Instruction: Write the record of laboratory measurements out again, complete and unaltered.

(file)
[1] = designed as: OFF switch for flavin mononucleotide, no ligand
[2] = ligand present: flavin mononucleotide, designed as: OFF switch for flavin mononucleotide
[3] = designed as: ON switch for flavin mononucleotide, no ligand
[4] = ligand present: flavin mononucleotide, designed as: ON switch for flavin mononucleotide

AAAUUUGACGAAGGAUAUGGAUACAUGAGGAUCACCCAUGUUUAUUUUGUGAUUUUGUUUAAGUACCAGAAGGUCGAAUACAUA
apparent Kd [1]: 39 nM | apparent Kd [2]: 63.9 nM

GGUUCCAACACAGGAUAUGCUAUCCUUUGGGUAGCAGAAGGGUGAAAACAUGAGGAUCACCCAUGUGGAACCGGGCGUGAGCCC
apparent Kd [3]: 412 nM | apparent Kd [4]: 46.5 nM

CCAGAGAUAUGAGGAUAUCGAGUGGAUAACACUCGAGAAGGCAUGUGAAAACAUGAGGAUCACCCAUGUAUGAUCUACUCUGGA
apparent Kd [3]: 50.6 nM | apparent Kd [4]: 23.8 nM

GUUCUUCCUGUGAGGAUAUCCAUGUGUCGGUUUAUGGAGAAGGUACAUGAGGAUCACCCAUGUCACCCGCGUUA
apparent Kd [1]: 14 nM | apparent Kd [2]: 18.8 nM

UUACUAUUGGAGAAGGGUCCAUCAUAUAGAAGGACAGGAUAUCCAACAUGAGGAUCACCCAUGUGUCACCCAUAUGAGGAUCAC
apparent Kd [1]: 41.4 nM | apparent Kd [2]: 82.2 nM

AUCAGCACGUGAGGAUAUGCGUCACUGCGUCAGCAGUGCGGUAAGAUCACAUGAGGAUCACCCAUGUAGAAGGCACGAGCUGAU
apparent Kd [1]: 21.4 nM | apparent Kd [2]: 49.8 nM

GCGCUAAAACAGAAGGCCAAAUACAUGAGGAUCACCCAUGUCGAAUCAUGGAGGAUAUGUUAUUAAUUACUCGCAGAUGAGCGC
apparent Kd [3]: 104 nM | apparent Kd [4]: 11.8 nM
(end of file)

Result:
[1] = designed as: OFF switch for flavin mononucleotide, no ligand
[2] = ligand present: flavin mononucleotide, designed as: OFF switch for flavin mononucleotide
[3] = designed as: ON switch for flavin mononucleotide, no ligand
[4] = ligand present: flavin mononucleotide, designed as: ON switch for flavin mononucleotide

AAAUUUGACGAAGGAUAUGGAUACAUGAGGAUCACCCAUGUUUAUUUUGUGAUUUUGUUUAAGUACCAGAAGGUCGAAUACAUA
apparent Kd [1]: 39 nM | apparent Kd [2]: 63.9 nM

GGUUCCAACACAGGAUAUGCUAUCCUUUGGGUAGCAGAAGGGUGAAAACAUGAGGAUCACCCAUGUGGAACCGGGCGUGAGCCC
apparent Kd [3]: 412 nM | apparent Kd [4]: 46.5 nM

CCAGAGAUAUGAGGAUAUCGAGUGGAUAACACUCGAGAAGGCAUGUGAAAACAUGAGGAUCACCCAUGUAUGAUCUACUCUGGA
apparent Kd [3]: 50.6 nM | apparent Kd [4]: 23.8 nM

GUUCUUCCUGUGAGGAUAUCCAUGUGUCGGUUUAUGGAGAAGGUACAUGAGGAUCACCCAUGUCACCCGCGUUA
apparent Kd [1]: 14 nM | apparent Kd [2]: 18.8 nM

UUACUAUUGGAGAAGGGUCCAUCAUAUAGAAGGACAGGAUAUCCAACAUGAGGAUCACCCAUGUGUCACCCAUAUGAGGAUCAC
apparent Kd [1]: 41.4 nM | apparent Kd [2]: 82.2 nM

AUCAGCACGUGAGGAUAUGCGUCACUGCGUCAGCAGUGCGGUAAGAUCACAUGAGGAUCACCCAUGUAGAAGGCACGAGCUGAU
apparent Kd [1]: 21.4 nM | apparent Kd [2]: 49.8 nM

GCGCUAAAACAGAAGGCCAAAUACAUGAGGAUCACCCAUGUCGAAUCAUGGAGGAUAUGUUAUUAAUUACUCGCAGAUGAGCGC
apparent Kd [3]: 104 nM | apparent Kd [4]: 11.8 nM